Collins statement on antitrust agencies’ perspectives on tech hearing

In Local Area News

Rep. Doug Collins (R-Ga.), Ranking Member of the House Judiciary Committee, gave the following opening statement at today’s hearing, “Online Platforms and Market Power, Part 4: Perspectives of the Antitrust Agencies.”

Below are the remarks as prepared.

Ranking Member Collins: Thank you, Chairman Cicilline and Ranking Member Sensenbrenner, for holding this hearing. 

This subcommittee’s antitrust investigation has been one of the bright spots on the committee’s agenda this term. The importance of digital technology to our constituents’ lives grows every day. The tech sector is one of the greatest forces for innovation and wealth creation in the world and our economy. Rarely in history have we witnessed such a transformative change in how we go about our lives.

Much of that change is very much for the good, but not all. Among these changes are the ways that companies compete — both fairly and unfairly — to provide goods and services to consumers.

It is therefore critical that we work on a bipartisan basis to understand whether our current antitrust laws and our antitrust enforcement agencies are up to the task the tech sector presents.

We will have accomplished something important if together we can determine whether our antitrust laws need updating for the digital economy or whether the antitrust agencies need Congress’ help to assure vigorous antitrust enforcement in the tech sector.

From the start of our inquiry, I have made clear the overarching principles guiding me in this endeavor.

First, while some tech companies have become very big, big is not necessarily bad. Companies that offer new innovations, better solutions and more consumer benefits at lower prices often become big — to the benefit of society. Proposals to break up big companies because of their size alone risk throwing the baby out with the bath water and simply punishing success.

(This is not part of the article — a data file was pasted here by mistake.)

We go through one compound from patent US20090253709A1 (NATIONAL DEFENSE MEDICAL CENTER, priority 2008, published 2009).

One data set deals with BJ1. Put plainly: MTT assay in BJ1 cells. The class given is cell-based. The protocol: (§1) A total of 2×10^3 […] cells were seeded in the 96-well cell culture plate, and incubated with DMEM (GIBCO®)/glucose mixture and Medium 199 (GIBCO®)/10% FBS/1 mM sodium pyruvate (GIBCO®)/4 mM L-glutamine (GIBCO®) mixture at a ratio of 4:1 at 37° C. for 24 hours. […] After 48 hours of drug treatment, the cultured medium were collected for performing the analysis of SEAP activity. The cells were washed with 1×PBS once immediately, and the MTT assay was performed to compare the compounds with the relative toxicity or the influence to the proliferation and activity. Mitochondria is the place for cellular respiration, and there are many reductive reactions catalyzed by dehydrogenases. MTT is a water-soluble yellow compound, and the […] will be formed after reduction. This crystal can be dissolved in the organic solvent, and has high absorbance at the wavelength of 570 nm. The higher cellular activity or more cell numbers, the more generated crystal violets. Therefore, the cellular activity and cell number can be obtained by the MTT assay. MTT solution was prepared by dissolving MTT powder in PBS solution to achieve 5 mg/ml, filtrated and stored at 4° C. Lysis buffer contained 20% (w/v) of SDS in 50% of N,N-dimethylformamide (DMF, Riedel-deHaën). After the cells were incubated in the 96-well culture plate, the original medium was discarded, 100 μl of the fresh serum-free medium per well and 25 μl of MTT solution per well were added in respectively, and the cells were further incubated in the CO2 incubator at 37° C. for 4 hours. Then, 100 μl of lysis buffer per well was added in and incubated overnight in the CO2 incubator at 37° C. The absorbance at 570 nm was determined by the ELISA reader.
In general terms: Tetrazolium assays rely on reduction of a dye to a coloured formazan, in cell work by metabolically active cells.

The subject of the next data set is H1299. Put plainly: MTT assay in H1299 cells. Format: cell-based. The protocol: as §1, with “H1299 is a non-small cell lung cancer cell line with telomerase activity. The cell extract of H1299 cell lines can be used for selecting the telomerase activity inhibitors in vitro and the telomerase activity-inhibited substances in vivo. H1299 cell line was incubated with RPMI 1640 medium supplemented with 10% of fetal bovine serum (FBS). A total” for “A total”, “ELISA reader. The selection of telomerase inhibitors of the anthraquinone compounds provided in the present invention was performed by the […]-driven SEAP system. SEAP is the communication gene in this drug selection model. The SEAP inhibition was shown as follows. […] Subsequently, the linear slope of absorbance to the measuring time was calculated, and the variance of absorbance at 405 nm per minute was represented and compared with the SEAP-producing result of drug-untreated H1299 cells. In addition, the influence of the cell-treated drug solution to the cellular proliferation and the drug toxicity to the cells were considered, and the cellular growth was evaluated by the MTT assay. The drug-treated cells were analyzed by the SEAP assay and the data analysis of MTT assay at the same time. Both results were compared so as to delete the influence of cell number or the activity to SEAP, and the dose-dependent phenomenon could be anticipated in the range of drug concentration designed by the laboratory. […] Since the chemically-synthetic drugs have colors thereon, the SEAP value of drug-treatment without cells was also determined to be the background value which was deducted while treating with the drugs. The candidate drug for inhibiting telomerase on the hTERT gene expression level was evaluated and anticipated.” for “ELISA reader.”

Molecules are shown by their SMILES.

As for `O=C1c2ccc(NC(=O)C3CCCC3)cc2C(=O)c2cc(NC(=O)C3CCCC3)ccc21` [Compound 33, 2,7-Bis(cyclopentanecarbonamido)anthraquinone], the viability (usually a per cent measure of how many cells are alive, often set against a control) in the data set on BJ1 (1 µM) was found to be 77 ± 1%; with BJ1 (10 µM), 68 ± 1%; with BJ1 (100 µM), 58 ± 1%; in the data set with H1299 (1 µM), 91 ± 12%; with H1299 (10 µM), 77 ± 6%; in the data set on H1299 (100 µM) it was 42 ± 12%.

Second, just like the existing antitrust laws, proposals for new legislation should aim to keep the free market free. Proposals to construct broad new regulatory regimes should be viewed with caution. Experience shows that regulatory solutions often miss the mark, solve problems less efficiently than free markets can and create new opportunities for anti-competitive companies to suppress competition through rent-seeking. That is especially true when regulation attempts to take on evolving problems in fast-moving markets.

This principle is particularly important to me as we seek a better way to protect the privacy of consumers’ online data. I announced in July of this year that I would be introducing legislation this term to achieve better protection. I am working hard on that legislation and it is strongly animated by the principle I just laid out. 

Other proposals, like laws adopted in Europe and California, threaten to entrench the market power of large incumbent tech companies under the cloak of protecting online data privacy. I want us instead to enact a new federal law that better protects privacy without making it harder for new, small, innovative companies to enter the market, jostle with the giants and strive to become the blockbuster companies of tomorrow.

The heads of the antitrust agencies before us today also have stated principles they believe should guide antitrust inquiries into the tech sector. I look forward to hearing in depth today about their views and whether we can borrow from some of their guiding lights as we work our way through our own congressional inquiry.
I welcome our witnesses and yield back the balance of my time.

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